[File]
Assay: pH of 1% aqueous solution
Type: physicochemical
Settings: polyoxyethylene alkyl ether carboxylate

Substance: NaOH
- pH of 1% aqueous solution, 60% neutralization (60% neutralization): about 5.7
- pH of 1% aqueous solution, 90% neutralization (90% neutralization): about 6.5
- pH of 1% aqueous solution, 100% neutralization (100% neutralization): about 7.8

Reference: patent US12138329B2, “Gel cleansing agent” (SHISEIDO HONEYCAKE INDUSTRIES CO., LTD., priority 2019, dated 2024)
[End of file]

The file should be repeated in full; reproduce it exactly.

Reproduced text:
Assay: pH of 1% aqueous solution
Type: physicochemical
Settings: polyoxyethylene alkyl ether carboxylate

Substance: NaOH
- pH of 1% aqueous solution, 60% neutralization (60% neutralization): about 5.7
- pH of 1% aqueous solution, 90% neutralization (90% neutralization): about 6.5
- pH of 1% aqueous solution, 100% neutralization (100% neutralization): about 7.8

Reference: patent US12138329B2, “Gel cleansing agent” (SHISEIDO HONEYCAKE INDUSTRIES CO., LTD., priority 2019, dated 2024)